A weekly column profiling companies and personalities. This week: Bluetooth Special Interest Group.
What: Bluetooth Special Interest Group (SIG)
Where: Worldwide headquarters, in Bellevue
Who: Mike Foley, executive director
What is Bluetooth: A short-range technology that connects devices wirelessly, such as mobile phone to headset or computer to keyboard.
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What it does: The Bluetooth SIG, founded in 1998 by Ericsson, Nokia, IBM, Toshiba and Intel, is a trade association that establishes technical specifications, certifies devices through testing and promotes new applications for the technology.
Two-second history: The name comes from the Danish King Harald Bluetooth, known for unifying Denmark and Norway in the 10th century. “One of the organization’s visions was that it would unite the PC world and the cellular world,” Foley said.
Relocation: The Bluetooth office moved to Bellevue from Overland Park, Kan., earlier this year.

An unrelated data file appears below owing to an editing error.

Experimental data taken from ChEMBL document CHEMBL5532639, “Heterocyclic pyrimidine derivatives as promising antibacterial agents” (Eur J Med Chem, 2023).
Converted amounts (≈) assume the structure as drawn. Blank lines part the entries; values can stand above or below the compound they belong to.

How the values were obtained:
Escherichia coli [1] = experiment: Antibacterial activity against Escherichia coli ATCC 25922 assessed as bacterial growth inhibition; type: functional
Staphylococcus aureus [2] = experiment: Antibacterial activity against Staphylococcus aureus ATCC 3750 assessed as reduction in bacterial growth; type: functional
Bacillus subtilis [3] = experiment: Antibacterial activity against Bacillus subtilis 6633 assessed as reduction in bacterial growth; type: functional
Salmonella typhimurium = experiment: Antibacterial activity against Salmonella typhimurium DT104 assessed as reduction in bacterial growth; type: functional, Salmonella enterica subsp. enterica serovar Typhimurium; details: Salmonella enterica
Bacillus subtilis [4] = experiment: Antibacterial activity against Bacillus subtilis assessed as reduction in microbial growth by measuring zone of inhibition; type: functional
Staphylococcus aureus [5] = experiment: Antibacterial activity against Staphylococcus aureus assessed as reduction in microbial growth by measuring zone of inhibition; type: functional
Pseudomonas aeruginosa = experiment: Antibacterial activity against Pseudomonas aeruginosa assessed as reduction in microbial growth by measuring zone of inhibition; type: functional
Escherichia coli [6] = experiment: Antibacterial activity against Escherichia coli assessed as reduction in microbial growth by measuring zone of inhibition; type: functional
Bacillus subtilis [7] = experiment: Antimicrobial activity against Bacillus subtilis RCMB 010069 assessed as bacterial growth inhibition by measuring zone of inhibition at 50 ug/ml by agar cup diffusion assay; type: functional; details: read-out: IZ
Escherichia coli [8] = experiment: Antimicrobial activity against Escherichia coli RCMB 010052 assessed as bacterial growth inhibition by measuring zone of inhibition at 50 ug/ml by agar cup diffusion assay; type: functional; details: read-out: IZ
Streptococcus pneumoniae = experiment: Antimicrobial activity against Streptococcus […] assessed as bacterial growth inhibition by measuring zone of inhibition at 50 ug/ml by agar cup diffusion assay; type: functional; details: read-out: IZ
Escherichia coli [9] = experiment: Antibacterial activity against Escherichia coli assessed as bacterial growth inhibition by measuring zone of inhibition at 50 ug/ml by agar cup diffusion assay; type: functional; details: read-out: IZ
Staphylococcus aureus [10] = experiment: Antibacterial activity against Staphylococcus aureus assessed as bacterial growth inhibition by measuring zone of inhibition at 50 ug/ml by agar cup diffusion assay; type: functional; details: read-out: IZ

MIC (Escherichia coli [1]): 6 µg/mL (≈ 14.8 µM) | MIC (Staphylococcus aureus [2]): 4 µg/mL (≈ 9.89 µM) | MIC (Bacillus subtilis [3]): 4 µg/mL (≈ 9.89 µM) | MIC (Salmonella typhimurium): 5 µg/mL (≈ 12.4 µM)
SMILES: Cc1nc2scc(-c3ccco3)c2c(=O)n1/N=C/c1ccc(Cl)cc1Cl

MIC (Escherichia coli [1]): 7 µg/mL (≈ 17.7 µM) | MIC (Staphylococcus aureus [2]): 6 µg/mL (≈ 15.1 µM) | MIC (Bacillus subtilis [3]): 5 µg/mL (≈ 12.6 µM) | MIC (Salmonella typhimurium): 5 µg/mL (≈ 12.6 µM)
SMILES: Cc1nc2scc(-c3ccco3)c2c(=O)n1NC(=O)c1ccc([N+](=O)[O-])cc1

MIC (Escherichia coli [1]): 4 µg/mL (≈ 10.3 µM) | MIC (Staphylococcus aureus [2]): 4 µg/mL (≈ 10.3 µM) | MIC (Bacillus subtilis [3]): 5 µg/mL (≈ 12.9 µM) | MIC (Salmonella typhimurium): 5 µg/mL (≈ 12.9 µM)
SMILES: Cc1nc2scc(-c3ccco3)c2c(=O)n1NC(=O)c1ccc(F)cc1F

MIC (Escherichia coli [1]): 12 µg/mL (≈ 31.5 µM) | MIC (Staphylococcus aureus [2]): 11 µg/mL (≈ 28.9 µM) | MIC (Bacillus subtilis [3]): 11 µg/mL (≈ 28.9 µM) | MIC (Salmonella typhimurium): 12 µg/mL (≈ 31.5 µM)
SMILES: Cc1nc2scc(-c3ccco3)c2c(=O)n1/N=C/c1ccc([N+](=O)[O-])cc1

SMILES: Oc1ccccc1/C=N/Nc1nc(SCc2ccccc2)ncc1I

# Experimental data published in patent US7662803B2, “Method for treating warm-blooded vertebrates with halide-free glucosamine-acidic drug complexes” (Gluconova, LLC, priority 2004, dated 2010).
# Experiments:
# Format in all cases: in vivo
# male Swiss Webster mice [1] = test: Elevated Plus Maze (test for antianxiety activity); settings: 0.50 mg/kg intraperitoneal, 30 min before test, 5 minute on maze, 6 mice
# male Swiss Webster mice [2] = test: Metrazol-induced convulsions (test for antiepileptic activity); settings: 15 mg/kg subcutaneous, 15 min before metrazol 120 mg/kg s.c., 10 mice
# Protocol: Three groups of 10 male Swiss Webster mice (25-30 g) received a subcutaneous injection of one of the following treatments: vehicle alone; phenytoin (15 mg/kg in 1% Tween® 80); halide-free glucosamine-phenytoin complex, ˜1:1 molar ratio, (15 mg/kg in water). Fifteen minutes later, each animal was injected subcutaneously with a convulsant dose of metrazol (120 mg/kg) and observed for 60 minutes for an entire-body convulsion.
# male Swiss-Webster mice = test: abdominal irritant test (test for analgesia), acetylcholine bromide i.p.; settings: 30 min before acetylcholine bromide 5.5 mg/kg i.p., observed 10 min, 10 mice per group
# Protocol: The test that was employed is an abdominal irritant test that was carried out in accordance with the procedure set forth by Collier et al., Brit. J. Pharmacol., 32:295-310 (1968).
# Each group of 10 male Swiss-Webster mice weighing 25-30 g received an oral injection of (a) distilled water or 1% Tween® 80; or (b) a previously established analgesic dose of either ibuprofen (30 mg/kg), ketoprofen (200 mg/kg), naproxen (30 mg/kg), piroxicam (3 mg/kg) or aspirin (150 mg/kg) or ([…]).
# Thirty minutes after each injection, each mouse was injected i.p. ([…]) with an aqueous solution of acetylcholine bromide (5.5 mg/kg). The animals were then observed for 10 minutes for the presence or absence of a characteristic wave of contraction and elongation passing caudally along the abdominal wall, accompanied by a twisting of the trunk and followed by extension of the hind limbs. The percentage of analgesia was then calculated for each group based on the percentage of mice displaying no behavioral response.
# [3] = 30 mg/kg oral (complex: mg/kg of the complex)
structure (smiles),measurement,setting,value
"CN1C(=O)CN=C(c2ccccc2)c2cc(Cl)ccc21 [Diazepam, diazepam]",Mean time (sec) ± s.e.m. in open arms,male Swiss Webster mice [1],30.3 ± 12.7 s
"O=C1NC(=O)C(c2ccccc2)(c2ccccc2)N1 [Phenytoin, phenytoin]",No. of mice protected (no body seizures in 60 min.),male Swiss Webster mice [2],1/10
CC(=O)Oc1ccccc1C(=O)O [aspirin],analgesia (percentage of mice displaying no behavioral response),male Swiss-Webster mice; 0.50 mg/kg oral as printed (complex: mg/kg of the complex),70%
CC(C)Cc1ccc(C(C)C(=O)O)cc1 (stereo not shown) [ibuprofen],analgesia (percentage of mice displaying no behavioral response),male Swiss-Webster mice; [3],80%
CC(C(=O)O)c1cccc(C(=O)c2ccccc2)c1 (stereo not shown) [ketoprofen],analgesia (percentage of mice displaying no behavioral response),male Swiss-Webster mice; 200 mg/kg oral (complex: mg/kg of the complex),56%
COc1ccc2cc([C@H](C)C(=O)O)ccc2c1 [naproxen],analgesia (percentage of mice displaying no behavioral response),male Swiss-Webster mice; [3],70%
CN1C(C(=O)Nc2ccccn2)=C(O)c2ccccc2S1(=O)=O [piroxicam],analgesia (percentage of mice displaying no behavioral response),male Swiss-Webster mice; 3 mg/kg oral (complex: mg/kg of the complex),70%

Why? Foley lives here for one thing, but there were other reasons. Even though Overland Park has a strong mobile presence because Sprint is based there, Foley said he wanted the organization to be where there were strong ties to wireless and the software industry.
In Bluetooth range: There are also a lot of members with a presence here — more than 30 out of 3,400.
Other offices: Hong Kong and Malmo, Sweden.
Employees: 24, including 14 in Bellevue. By year-end, it expects to have 30 employees, 20 in Bellevue.
Growth: Foley said awareness of Bluetooth has taken off in the past year, with 77 percent of those polled in the United Kingdom saying they were aware of the technology. In the U.S., awareness is lower, at 40 percent.
Less than a year ago, 3 million devices were being shipped with Bluetooth every week. The SIG said the number reached 5 million in May.
Next generation: Bluetooth now enables wireless headsets or hands-free driving in a car; the next logical step is streaming video over Bluetooth, Foley said. The organization is working on higher-bandwidth specs that would enable a computer to connect to a monitor or a video recorder to a TV.
— Tricia Duryee